The Origins of Crazy U.S. Work Ethic

Robinson Crusoe at work

Thursday

During my recent visit to Slovenia, I lectured to an American culture class on “The Cultural Foundations of American Economics: Fanatical Puritans, Rapacious Slave Owners, Crazy Pioneers, and Star-Struck Immigrants.” The teacher who will replace me after I retire has prompted me to modify one of my ideas, however. Daniel Yu of Emory University (coincidentally where I earned by own PhD) writes that Robinson Crusoe’s takeover of the island, often held up as an archetype of Puritan capitalism, is more complicated than scholars realize.

In my talk, I wanted the students to understand the American work ethic, which many cultures consider insane. (In some professions,, 60-hour work weeks with one week of vacation are the norm.) Drawing on Max Weber’s The Protestant Ethic and the Spirit of Capitalism, I contended that our insanity traces back to John Calvin’s belief in predestination and was brought to this country by the Mayflower pilgrims.

Calvinists reasoned that, if God is omniscient, then He knows even before we are born whether we will be “elect” souls designed for heaven or damned souls headed in the other direction. We ourselves don’t have any choice in the matter. Though this might seem a prescription for sitting back—after all, if there’s nothing we can do, why sweat it?—the belief had just the opposite effect. The possibility of hellfire so terrified Calvinists that they combed through their lives looking for indications that they were among the elect. Then, being human, they tried to tilt the playing field through worldly achievement. For instance, in a number of Puritan journals one finds people castigating themselves for having slept more than six hours. After all, as Weber puts it, “every hour not spent at work is an hour lost in service to God’s greater glory.”

Benjamin Franklin’s work schedule and, later, Jay Gatsby’s reflect the mentality.

According to J. Paul Hunter, my dissertation director and author of a seminal book about Daniel Defoe (The Reluctant Pilgrim), the Calvinists’ anxiety led to their meticulous journals. If a positive pattern appeared, then they had reason to hope. This journaling evolved into novel writing, where the lives of commoners like Crusoe, Pamela, Tom Jones and Roderick Random suddenly proved of interest. Pilgrim’s Progress functioned as a bridge from journal to novel.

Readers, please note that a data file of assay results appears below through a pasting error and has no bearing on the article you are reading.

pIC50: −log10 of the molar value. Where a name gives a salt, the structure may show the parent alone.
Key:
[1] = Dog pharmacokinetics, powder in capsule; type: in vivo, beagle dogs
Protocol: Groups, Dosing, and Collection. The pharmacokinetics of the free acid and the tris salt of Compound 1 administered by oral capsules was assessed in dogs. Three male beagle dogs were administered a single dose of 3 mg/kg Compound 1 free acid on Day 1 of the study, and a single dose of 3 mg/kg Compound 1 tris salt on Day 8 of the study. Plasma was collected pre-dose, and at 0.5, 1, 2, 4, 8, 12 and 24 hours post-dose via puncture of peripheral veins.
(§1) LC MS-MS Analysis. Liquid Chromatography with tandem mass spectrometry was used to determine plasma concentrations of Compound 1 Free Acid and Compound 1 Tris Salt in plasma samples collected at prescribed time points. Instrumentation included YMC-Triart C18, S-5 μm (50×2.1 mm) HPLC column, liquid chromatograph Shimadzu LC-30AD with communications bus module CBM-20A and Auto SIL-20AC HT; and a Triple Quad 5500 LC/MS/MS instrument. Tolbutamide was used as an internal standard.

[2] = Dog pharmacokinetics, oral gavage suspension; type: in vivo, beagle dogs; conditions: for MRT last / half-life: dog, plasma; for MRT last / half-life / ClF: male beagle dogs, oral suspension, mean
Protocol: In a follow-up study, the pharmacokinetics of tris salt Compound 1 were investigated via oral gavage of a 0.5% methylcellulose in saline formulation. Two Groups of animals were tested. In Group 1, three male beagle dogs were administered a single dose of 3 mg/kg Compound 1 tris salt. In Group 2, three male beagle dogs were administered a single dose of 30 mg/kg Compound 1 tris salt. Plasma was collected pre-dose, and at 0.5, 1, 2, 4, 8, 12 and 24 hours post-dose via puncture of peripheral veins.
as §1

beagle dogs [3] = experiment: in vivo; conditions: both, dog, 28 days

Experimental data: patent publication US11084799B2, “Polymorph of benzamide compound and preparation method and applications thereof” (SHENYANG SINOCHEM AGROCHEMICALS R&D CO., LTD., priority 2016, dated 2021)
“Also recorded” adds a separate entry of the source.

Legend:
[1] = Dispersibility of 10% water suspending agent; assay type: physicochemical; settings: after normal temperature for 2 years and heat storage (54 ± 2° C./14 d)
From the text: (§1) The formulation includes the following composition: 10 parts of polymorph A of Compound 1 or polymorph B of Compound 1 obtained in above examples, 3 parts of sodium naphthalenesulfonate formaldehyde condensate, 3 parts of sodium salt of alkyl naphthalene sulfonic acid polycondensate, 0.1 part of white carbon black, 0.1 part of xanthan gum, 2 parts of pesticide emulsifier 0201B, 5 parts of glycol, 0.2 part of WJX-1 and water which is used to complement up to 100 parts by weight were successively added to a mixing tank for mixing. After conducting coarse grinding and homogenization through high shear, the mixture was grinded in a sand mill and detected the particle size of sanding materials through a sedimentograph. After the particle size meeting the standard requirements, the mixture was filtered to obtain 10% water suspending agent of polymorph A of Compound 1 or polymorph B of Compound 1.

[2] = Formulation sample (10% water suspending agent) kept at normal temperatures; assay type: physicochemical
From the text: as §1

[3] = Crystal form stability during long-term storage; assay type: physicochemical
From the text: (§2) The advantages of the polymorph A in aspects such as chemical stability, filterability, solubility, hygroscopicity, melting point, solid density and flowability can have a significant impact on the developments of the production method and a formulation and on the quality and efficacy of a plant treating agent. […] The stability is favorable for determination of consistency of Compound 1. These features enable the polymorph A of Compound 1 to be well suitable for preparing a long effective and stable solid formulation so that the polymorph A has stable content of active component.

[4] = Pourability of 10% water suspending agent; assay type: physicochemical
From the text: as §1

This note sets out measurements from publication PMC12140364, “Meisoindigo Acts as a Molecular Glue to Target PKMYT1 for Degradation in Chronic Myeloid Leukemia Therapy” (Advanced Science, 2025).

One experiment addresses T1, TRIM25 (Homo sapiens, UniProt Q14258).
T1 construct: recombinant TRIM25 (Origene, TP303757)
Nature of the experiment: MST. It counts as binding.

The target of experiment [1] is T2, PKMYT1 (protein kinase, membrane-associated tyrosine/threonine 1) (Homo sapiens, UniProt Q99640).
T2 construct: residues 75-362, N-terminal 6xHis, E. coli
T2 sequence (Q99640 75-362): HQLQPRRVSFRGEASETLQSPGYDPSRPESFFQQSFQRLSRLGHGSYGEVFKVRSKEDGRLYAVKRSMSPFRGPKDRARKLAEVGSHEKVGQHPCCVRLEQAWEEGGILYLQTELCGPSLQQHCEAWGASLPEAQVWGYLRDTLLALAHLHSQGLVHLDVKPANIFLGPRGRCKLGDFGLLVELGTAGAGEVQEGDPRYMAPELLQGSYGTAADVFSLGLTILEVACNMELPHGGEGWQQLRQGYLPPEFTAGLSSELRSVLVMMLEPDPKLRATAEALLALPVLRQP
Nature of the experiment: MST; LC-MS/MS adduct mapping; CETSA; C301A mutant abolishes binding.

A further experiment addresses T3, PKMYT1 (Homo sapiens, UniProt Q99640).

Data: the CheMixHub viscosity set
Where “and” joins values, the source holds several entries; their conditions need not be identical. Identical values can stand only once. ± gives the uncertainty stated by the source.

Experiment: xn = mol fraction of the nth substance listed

Puritan Crusoe doesn’t colonize his island simply because he desires material possessions. Rather, he is wracked with guilt for having disobeyed his father (by running off to sea) and fears damnation. Therefore he works frantically to prove that he is worthy, and the result is worldly achievement. If Crusoe is Marx’s archetypal capitalist, the reasons lie in spiritual unrest.

In my talk, I acknowledged that few Americans believe in predestination anymore. But the vague sense that we are virtuous if we work hard and sinful if we don’t is a deep part of American culture. Furthermore, there is widespread belief that the poor deserve their misfortune while success is a sign of God’s favor. Many Trump supporters and even Trump himself ascribe to prosperity theology, which has its origins in  Calvinism.

Or so I argued in my presentation. Daniel, however, writes in his dissertation that Crusoe isn’t quite the doctrinaire Puritan that I make him out to be, which complicates my argument.

Among other things, Daniel points out that Crusoe has an interesting relationship with tobacco. If Crusoe were really an austere capitalist who pushes aside pleasure, he wouldn’t go for the intoxication associated with the drug. Daniel points out, however, Crusoe believes that self-medicating with rum-soaked tobacco helps him pray authentically, which in turn leads to his recovery. His tobacco intake, in other words, is an integral part of his worship service.

I did what I never had done in all my Life, I kneel’d down and pray’d to God to fulfil the Promise to me, that if I call’d upon him in the Day of Trouble, he would deliver me; after my broken and imperfect Prayer was over, I drunk the Rum in which I had steep’d the Tobacco, which was so strong and rank of the Tobacco, that indeed I could scarce get it down; immediately upon this I went to Bed . . .

Daniel notes 16th century fears that tobacco might supplant the Eucharist and lead to counterfeit religion:

[Some] sixteenth-century writers associated tobacco with idolatry, thereby affirming the legitimacy of Christian conquest. The use of tobacco in ritual to induce a trance state marked native religion as counterfeit since it relied on this indispensable external and material aid. In seventeenth-century England, Anglican authorities continued to decry the use of tobacco as “barbarous and beastly” while also implicating their religious opponents in Europe. In his “Counterblaste to Tobacco,” King James I satirizes Catholic superstition and Puritan self-righteousness in the same breath: “O omnipotent power of Tobacco! And if it could by the smoke thereof chace out devils, as the smoke of Tobias did (which I am sure could smel no stronglier) it would serve for a precious Relicke, both for the superstitious Priests, and the insolent Puritanes, to cast out devils withall.”

Despite these attacks, Crusoe embraces smoking and is particularly proud of the pipe he makes. Nor is this his only pleasure. Daniel points out that he spends long hours, and even days, in non-productive contemplation. In other words, he falls short of the capitalist ideal.

Now, were he to castigate himself up for his inactivity, he would fit my picture of Americans beating themselves up for relaxing rather than working. Daniel, however, believes that people like Crusoe had more investment in non-work than they are given credit for. If that is the case, maybe we can’t blame them entirely for our brutal work ethic.

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